Why Nike Hasn’t Done Anything Wrong With The St George’s Flag

I haven’t see a flag cause this much upset since… well, actually all of them recently.

Nike released a new football kit with a slightly altered St George’s flag and it’s all kicked off like a fight at a football game. Even the Prime Minister Rishi Sunak said that Nike shouldn’t mess with it. And if anyone knows about messing up England…

Sir Keir Starmer also said the brand should “change it back”. It’s a rare case of agreement across the political divide but why has it stirred up so much anger?

People feel attached to the flag that represents their part of the world. There’s nothing wrong with this but it elevates a small strip of fabric to a level of importance in people’s lives. Attacking that swatch can cause great offence. You will see people burning flags as a protest over many issues.

If burning a flag is offensive you can see why redesigning a flag might leave people at least a bit peeved.

Sunak said: “When it comes to our national flags, we shouldn’t mess with them because they’re a source of pride, identity, who we are and they’re perfect as they are.”

The St George Cross has a complicating factor that for a while it’s been linked to far-right movements in the UK but refusing to the use that flag after this rather gives into the racists. Don’t let them make the flag synonymous with racists. Besides, it’s also used by a lot of passionate football supporters, which might be two circles on a Venn diagram with some overlap but it’s not a circle.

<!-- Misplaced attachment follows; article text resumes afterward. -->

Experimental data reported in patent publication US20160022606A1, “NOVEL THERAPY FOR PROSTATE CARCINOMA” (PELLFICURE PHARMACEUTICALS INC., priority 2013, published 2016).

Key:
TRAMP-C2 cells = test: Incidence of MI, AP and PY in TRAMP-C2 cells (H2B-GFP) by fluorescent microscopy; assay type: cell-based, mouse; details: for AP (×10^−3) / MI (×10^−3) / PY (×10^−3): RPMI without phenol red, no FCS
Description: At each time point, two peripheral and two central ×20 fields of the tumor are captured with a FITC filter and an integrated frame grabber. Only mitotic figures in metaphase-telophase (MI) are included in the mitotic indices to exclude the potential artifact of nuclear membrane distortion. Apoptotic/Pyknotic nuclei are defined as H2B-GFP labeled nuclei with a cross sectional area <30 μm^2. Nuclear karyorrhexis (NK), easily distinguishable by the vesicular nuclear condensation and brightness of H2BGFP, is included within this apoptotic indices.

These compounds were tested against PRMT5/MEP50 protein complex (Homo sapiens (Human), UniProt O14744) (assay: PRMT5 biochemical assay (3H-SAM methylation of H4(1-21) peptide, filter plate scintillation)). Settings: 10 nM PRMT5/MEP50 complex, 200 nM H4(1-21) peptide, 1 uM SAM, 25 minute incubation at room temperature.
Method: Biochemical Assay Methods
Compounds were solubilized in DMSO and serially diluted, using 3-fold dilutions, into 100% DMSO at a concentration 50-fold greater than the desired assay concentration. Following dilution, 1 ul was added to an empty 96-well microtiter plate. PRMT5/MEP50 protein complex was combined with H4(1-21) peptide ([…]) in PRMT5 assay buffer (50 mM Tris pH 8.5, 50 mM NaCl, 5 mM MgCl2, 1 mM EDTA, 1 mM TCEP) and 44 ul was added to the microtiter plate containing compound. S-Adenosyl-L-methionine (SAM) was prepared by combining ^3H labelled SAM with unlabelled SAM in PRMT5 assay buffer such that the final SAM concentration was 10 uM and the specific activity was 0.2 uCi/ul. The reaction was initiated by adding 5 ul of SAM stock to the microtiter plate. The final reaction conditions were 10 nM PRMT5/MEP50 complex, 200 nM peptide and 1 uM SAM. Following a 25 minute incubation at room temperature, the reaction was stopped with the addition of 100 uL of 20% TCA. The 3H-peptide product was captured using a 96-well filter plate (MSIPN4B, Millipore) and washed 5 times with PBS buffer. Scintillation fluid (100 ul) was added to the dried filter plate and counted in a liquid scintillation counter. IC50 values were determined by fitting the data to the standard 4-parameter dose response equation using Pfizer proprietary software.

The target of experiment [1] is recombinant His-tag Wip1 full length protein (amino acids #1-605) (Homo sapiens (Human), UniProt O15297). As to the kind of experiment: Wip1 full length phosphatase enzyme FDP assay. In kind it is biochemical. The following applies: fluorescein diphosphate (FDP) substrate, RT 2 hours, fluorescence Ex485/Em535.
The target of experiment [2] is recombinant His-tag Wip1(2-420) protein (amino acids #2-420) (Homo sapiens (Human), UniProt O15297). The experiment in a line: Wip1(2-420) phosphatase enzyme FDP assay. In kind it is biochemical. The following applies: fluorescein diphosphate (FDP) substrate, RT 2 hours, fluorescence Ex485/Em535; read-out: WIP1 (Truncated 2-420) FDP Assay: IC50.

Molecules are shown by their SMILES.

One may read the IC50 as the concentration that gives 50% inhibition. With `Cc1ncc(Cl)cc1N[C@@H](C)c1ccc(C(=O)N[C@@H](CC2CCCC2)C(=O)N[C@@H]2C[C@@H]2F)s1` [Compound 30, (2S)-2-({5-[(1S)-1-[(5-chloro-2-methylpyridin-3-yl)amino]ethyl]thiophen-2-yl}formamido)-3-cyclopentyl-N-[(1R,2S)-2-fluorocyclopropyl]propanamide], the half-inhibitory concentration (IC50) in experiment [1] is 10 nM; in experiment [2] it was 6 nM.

While the media has been drawn into a debate on the symbolism of the flag and the impact of a national flag being alerted we all seem to forget one key thing; Nike hasn’t altered the flag.

They have added a strange little cross to the back of a football kit but that isn’t the St George’s flag any more. On X, formerly a properly named social media platform, Nike described it as “a playful update” to the flag “to unite and inspire”.

It’s not though. If you draw a six-coloured cross you haven’t done the St George one. It also won’t unite and inspire. Adding purple to a flag is only inclusive if you’re Tinky Winky from the Teletubbies.

If you’re outraged that the England kit no longer has a St George Cross on it, take a look at the winning team from the 1966 World Cup. They were in white and red but at no point do those colours form a cross on them.

All that’s happened here is Nike added a weird multicoloured cross to the new football kit but the St George’s flag remains the same colour it’s always been.

You can buy anything that has the St George's Cross on it and it will still be the correct one. The only thing you can't buy is the new Nike kit and at £124 for adult sizes and £119 for kids that feels like a win.

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